Too many firms are failing to find a means to visualise their applications as early as possible, and those that do are having to throw away their “visualisations” so that the final application can be coded.
If you want to produce usable applications, you must visualise early and create an iterative design process that evolves into the final coded application.
Your team must recognise that usability and functionality work together hand-in-hand. Applications are often released to end-users without the necessary debate that could help shape a usable and useful application.
The result is badly designed software that eventually needs to be expensively redesigned to suit user demands. It doesn’t have to be that way – and if users are consulted as early as possible in the visualisation stage, your business will have software that is fit and ready for purpose.
Take a step back and think about your personal purchasing decisions. It would be anathema to buy a house by just looking at the specification sheet; you’d want to go the property, “walk the boards” and experience the space of the rooms and views from windows.
Business applications are no different. Your end users need to see the application before it becomes final, to ensure it meets their stringent demands. Users, in short, need to try before they buy.
One of the challenges is that screens that are dynamic (based on user input or data) require logic and the development of this logic can slow down the process. Hence the ability to “mock-up” data driven screens without having to program the integration logic required for that data should be a key requirements of the tools you select.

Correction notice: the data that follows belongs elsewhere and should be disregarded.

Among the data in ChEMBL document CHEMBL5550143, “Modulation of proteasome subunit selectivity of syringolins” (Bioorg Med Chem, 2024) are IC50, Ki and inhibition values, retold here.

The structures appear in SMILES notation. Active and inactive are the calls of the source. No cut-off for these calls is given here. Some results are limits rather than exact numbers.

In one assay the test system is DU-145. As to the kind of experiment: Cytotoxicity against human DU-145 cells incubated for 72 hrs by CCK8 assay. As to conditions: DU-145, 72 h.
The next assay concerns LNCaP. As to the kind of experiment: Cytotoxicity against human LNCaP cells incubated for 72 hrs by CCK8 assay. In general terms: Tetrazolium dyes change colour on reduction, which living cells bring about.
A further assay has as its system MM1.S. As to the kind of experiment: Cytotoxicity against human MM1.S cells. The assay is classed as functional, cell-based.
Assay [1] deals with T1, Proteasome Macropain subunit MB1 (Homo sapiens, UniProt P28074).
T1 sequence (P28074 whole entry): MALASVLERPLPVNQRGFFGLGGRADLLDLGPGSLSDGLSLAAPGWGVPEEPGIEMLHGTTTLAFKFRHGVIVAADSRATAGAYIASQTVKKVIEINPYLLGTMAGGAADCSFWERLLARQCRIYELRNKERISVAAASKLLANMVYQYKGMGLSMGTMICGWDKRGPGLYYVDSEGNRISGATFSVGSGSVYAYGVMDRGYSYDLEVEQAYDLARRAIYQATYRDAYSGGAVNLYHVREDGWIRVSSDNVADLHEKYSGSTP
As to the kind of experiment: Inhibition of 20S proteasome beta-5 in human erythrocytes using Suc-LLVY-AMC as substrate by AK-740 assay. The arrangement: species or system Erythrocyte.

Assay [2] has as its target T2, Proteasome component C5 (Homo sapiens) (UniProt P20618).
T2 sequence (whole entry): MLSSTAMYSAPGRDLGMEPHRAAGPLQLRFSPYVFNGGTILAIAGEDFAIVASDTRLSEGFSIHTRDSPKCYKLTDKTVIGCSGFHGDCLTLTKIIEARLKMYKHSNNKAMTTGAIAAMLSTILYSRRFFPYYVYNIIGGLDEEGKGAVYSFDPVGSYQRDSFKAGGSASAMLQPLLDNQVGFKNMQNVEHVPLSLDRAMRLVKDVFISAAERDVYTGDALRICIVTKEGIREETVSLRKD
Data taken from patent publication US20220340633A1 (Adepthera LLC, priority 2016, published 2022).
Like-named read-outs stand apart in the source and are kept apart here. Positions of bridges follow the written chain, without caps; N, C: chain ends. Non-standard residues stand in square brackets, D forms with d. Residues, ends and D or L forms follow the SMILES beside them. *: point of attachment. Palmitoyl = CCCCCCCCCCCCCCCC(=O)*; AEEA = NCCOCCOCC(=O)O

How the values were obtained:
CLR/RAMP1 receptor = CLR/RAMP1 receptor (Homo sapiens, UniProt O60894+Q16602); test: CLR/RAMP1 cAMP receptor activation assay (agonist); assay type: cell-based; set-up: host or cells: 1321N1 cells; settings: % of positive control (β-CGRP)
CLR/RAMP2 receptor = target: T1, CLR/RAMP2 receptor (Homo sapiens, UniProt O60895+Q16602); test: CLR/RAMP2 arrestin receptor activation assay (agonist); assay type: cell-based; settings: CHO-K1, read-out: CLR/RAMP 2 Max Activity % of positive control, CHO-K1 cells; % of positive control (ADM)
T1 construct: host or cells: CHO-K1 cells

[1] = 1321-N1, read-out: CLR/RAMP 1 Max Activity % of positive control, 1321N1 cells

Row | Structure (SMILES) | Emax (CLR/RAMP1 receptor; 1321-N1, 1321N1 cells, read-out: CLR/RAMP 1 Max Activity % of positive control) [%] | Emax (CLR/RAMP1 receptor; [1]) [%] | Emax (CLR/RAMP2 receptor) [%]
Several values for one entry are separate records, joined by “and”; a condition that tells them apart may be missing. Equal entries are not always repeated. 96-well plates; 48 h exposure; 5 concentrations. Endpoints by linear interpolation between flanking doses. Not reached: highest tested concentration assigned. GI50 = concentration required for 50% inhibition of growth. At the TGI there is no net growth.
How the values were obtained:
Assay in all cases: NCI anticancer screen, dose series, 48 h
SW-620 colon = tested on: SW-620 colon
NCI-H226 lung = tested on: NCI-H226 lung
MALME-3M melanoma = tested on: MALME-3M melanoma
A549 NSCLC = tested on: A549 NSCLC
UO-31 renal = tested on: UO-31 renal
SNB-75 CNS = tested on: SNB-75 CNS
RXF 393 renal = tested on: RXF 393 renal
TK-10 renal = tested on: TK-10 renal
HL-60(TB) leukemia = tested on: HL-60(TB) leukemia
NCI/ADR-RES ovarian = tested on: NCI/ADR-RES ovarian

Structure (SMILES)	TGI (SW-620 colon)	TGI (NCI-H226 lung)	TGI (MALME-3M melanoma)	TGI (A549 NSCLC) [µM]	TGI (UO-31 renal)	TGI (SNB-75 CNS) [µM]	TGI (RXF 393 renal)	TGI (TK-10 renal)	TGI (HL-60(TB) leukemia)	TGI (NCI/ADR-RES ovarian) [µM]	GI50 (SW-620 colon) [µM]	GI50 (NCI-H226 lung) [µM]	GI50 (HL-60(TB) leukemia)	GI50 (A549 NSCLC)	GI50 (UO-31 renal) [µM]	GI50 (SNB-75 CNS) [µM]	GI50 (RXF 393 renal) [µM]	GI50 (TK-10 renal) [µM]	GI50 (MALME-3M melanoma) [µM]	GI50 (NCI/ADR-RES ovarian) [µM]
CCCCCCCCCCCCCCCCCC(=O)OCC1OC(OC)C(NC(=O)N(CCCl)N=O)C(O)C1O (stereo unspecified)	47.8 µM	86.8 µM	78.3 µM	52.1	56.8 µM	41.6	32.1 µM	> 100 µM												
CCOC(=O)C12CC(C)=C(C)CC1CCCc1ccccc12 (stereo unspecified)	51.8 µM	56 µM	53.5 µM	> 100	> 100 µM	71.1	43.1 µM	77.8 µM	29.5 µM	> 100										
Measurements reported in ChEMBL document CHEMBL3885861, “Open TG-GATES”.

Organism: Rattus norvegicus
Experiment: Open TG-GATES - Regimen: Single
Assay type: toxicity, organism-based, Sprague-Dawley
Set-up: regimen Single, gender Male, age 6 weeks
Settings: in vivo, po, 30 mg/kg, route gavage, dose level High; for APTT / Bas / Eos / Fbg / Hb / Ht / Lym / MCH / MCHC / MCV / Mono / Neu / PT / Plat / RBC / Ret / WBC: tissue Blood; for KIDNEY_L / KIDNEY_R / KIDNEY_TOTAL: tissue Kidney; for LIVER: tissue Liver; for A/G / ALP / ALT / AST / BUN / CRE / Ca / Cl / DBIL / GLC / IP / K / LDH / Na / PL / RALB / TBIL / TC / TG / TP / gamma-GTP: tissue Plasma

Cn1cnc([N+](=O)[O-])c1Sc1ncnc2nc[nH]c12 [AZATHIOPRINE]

Your users will be the people that interact with the technology on a daily basis, not your IT team. Your users will be the people that use the application to make crucial business decisions, not your IT team.
The right tools will help you to dummy up and test your design (user experience) as part of the visualisation process. That way, you can complete an iterative screen development, without getting tied up in behind-the-scenes integration.
Users will undoubtedly change their minds once they experience the technology; some will feel there’s too much on-screen data, while others will feel there isn’t enough information.
Creating an early visualisation will overcome the majority of changes you would otherwise only get to hear about very late in the development cycle during testing.
Getting your application up as an early beta version allows people around the business to give feedback, without impacting on your development times and costs. And in a cost-constrained environment where users demands change quickly, early insight is bound to be priceless.